Monday Mix editorial: The dangers of vaping, the joys of voting

  • Julia Kenny voted in Shutesbury. SUBMITTED PHOTO

  • Sue Adelson voted early at Northampton City Hall. SUBMITTED PHOTO

  • Jessica Wierzbowski voted in Northampton, and shared her sticker with dog Echo. SUBMITTED PHOTO

  • Sarah Mulvehill voted in Westhampton. SUBMITTED PHOTO

  • Beth McElhiney voted in Easthampton. SUBMITTED PHOTO

Published: 11/12/2018 8:08:29 AM

Amid news of one mass shooting after another in places associated with, if not peace, then at least pleasure — a synagogue where people prayed, a yoga studio where people practiced, a bar where people danced — ordinary health issues may not make the cut on a list of “things to be afraid of.”

The perils of e-cigarettes probably fall into that category. But this past Tuesday in the Gazette’s Health section, Dr. Rose B. Ganim, a thoracic surgeon at Baystate Medical Center and assistant professor of surgery at the University of Massachusetts Medical School-Baystate, wrote a piece that included some startling statistics regarding teens and e-cigarettes.

The percentage of high school students who reported smoking cigarettes in the past 30 days declined from 15.8 percent in 2011 to 7.6 percent in 2017. Meanwhile, the percentage of high school students reporting that they used e-cigarettes in the last 30 days rose to 11.7 percent, up from 1.5 percent in 2011.

The CDC says that e-cigarettes are now the most commonly used tobacco product among youth in the United States. Indeed, FDA Commissioner Dr. Scott Gottlieb has labeled the teen use of e-cigarettes an epidemic.

Available in flavors like mint and chocolate, e-cigarettes sound more like dessert than cancer-causing agents. And while e-cigarettes may not produce tar-containing smoke, they do contain nicotine — and can also contain heavy metals like lead, volatile organic compounds and cancer-causing agents.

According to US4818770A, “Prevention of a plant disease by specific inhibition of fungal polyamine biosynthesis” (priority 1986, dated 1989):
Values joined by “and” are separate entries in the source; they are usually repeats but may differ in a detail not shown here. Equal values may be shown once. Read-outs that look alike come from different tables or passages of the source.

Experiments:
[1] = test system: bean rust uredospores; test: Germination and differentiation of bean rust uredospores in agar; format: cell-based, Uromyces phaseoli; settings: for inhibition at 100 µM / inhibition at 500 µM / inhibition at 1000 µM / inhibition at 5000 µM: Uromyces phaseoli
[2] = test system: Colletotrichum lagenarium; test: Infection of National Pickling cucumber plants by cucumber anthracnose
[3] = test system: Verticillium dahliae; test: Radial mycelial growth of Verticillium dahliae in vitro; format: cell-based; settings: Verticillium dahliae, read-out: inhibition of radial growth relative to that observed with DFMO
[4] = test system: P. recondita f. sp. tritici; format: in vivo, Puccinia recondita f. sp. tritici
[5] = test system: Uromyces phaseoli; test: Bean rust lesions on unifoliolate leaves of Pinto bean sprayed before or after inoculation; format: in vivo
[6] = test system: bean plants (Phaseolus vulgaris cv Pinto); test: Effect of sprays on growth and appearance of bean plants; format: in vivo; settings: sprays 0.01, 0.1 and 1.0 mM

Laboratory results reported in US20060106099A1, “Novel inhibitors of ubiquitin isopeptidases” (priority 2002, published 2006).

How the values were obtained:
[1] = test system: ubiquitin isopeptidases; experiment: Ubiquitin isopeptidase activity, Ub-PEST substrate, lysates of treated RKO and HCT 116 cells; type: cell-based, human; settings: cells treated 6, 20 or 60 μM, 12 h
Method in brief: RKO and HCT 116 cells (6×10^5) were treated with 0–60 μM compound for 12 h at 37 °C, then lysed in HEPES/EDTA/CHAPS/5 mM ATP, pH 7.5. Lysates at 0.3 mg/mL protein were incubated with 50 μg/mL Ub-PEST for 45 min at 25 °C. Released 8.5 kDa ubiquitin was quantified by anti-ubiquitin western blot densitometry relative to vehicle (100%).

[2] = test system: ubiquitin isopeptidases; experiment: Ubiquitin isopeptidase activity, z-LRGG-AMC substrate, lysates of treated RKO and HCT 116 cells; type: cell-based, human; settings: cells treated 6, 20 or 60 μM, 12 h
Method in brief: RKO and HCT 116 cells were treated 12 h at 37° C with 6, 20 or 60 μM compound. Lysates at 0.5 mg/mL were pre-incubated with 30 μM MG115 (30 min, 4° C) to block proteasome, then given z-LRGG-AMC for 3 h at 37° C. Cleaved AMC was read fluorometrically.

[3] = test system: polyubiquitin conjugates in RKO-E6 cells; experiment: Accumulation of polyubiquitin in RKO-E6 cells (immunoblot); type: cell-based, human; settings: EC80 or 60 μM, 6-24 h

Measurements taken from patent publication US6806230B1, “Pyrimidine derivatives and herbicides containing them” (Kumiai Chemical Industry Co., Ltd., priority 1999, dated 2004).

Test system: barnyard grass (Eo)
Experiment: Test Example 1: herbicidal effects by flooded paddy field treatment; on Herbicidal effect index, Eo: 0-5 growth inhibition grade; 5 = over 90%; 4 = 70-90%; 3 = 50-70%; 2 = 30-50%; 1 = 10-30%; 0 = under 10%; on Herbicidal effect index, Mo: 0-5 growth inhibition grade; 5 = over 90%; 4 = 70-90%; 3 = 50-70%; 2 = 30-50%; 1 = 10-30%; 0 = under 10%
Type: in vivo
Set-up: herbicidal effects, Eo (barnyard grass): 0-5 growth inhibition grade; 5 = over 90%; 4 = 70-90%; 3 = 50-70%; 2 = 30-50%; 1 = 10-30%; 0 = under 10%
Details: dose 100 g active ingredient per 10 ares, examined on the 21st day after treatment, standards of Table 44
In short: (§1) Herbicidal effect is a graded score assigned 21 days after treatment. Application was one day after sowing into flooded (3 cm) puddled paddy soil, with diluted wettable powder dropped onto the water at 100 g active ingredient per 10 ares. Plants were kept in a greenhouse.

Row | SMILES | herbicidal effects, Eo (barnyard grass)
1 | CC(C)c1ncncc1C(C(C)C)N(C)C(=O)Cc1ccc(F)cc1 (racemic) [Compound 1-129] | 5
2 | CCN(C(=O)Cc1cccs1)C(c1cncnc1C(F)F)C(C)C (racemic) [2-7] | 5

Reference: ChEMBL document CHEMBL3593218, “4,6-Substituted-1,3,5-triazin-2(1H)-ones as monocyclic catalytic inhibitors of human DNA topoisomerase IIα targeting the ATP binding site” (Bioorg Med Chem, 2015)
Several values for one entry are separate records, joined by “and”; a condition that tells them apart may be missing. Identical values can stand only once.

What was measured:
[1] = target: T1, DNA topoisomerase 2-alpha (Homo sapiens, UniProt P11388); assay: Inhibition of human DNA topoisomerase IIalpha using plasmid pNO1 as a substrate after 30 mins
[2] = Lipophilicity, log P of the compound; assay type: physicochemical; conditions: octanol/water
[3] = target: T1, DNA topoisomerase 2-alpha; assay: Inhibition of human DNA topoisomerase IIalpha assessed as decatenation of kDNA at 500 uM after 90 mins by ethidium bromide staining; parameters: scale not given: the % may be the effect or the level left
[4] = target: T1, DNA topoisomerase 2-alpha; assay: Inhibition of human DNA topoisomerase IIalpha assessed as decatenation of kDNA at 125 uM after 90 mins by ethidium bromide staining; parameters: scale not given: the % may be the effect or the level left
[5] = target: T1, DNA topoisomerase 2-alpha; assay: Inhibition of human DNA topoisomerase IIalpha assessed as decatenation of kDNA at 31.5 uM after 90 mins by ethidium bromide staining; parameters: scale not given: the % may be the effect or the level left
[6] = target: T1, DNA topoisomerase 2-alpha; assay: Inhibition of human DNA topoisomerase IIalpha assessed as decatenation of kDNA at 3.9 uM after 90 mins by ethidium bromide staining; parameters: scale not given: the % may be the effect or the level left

We must continue educating youth about smoking and not assume that e-cigarettes are “safe.” It’s a shame to have come so far in changing the perception of smoking — what might have been considered sexy in the 1970s is now simply considered gross — only to lose that ground in a cloud of vape.


Hampshire County voters showed up to vote in Tuesday’s midterm election — 71,213 ballots were cast, or 65 percent of registered voters. In Williamsburg, 78.5 percent of voters voted, closely followed by Plainfield at 78.4 percent. In Easthampton, where average midterm election turnout hovers between 50 and 55 percent, 70.1 percent of voters came out to the polls to vote.

Strong voter turnout makes for strong democracies. And it can be fun. As Westhampton voter Sarah Mulvehill wrote on The Gazette’s Facebook page: “Being checked in and out by my neighbors, voting with a pencil and paper under a bare light bulb, putting my ballot in our antique wooden ballot box so our town constable can turn the brass crank and I can hear the satisfying ding as my vote is counted. Voting in Westhampton is a pleasure, and it’s probably been exactly like this for generations.”

We asked readers to submit their selfies from the polls. See a few they shared at the top of the page.

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